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From Counting Beans to Crowdsourcing Dollars: An Interview with CauseVox’s Rob Wu

From Counting Beans to Crowdsourcing Dollars:  An Interview with CauseVox’s Rob Wu

I first met Rob Wu, the co-founder of CauseVox, last year in New York when we were both StartingBloc fellows.  It didn’t take long for me to see that this unassuming professional beancounter & management consultant from Texas was actually a budding social entrepreneur sitting on a great idea, just waiting for the most opportune time to bring it to life. That time came shortly after when Rob left his well paying job at Deloitte to dedicate himself to his venture full-time. It has been almost a year since then and I finally caught up with up Rob to see what he has been up to.  

For those who aren’t familiar with CauseVox can you give us a short intro.

Sure. CauseVox is an online fundraising platform that lets non-techie non-profits design their own campaigns, get supporters involved in personal fundraising, and easily manage the whole process.  

What was the inspiration for the platform?

A few years ago my co-founder and I volunteered for Action for Children (AFC), a  Kampala-based NGO that serves children and families vulnerable due to HIV/AIDS and poverty, by providing pro bono marketing and IT support. Like a lot of pro bono projects, we had to raise funds to get ourselves there, but we couldn’t find a good way to make that happen online. All the choices out there required hacking tools together, were hard to use, or were very outdated; as a result, we built a prototype and used that to fundraise for our project. It was awesome. We were overwhelmed by the response from our friends and family through the prototype. After Kampala, we talked to dozens of nonprofits and decided to launch CauseVox.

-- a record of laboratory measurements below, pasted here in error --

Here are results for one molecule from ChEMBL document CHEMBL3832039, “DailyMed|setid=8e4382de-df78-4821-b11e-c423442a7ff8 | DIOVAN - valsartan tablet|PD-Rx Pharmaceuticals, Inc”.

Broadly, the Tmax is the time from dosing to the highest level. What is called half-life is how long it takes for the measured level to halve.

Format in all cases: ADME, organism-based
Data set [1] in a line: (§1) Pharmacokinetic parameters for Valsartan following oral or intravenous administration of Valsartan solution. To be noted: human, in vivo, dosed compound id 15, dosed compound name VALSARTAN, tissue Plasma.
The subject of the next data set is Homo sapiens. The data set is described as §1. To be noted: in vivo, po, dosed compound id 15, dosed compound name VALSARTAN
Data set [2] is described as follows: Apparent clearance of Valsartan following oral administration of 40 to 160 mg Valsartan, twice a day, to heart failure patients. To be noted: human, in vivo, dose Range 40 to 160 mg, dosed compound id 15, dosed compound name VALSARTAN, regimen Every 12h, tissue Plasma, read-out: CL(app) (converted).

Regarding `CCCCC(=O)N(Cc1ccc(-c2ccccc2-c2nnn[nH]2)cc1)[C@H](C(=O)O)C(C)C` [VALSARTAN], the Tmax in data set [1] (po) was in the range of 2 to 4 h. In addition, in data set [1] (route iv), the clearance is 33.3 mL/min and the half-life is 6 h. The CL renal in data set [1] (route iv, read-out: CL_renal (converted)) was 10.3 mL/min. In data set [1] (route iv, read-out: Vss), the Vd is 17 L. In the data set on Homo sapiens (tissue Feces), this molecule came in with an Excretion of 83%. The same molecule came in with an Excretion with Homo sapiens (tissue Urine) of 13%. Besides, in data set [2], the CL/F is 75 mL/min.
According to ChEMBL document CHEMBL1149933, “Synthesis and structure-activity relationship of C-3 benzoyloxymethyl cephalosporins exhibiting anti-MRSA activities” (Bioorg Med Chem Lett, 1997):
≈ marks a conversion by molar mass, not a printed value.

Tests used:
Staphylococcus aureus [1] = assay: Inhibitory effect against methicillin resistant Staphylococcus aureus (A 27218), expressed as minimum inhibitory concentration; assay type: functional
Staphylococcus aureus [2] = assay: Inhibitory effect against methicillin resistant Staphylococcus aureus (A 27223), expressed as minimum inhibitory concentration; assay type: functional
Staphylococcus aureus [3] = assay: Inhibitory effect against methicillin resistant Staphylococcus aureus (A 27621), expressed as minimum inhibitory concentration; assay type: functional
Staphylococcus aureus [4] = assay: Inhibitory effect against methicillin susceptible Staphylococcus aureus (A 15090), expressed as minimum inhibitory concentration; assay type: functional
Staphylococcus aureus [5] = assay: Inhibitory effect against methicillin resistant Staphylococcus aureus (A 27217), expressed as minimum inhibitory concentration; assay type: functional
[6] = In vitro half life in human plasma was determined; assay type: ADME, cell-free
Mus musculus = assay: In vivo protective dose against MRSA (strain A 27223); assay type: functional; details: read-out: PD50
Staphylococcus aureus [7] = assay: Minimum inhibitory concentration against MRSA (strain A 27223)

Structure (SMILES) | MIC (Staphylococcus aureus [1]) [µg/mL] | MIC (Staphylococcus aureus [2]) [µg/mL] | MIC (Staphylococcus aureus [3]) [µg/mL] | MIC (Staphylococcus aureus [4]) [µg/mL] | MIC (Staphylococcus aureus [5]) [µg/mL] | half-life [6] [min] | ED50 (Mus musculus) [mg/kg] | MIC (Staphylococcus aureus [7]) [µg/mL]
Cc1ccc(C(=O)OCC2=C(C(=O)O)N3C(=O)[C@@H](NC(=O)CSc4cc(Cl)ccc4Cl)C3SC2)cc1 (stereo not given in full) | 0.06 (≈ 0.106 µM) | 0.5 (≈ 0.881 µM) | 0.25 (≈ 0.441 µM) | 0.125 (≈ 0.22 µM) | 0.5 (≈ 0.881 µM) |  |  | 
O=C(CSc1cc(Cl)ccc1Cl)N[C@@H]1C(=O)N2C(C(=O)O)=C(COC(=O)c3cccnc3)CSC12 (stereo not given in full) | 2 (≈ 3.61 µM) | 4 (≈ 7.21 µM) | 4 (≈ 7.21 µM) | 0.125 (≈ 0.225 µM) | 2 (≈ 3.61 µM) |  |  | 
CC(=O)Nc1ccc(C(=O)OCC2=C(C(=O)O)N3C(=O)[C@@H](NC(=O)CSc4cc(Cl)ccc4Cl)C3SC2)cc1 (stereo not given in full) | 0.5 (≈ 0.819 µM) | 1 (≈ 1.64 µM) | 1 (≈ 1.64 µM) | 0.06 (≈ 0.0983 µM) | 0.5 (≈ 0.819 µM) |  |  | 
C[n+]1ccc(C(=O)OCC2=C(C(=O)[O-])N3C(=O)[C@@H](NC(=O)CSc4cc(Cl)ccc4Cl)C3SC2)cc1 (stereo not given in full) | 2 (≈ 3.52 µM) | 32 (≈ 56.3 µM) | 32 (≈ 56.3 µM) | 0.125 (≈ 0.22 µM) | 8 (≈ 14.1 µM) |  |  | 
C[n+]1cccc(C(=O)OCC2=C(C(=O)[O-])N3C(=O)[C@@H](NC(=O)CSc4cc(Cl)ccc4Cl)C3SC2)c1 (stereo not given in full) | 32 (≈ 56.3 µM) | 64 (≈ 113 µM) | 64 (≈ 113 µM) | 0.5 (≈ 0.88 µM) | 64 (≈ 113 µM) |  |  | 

How does CauseVox differ from other fundraising sites like Crowdrise?

There are a lot of great platforms out there. We’re different because charities can fully preserve their identity and brand through our page customization tools. In addition, it’s fast to setup and charities can start fundraising within 15-minutes. Charities that use us love the user experience too because we’ve made a complex process super easy.

Since launching the product earlier this year, what has been one of your favorite examples of non profits succeeding on the platform?

One of our recent favorites is the The Adventure Project (TAP), a small non-profit founded just last year. In seven days, they organized a one day fundraising campaign, called TypeTAP, on World Water Day (March 22nd 2011). TAP signed on 150 bloggers from around the globe to mobilize their readers to take part in a Water Revolution. The goal was to raise $10,000 in one day to support a water well mechanics program in India. They ended up raising over $12,000 within 24 hours and received a matching grant of $10,000. Very cool.

In addition to the success of The Adventure Project you were also involved in another successful project, SXSW4cares, where you helped organize and raise over $120,000 for the earthquake relief effort in Japan.  Can you tell us how that got started and how you were able to raise that much money so quickly?

The Japanese earthquake and tsunami occurred on the first day of SXSW Interactive. After seeing the news, we used CauseVox to launch a campaign-branded giving site within 30 minutes to capture the urgency of disaster giving. The original goal was to raise $10,000 within the 5-day interactive portion of SXSW, but we were able to far exceed that and raised more than $120,000. The community really make it successful, and the organizing team did a few things to encourage that.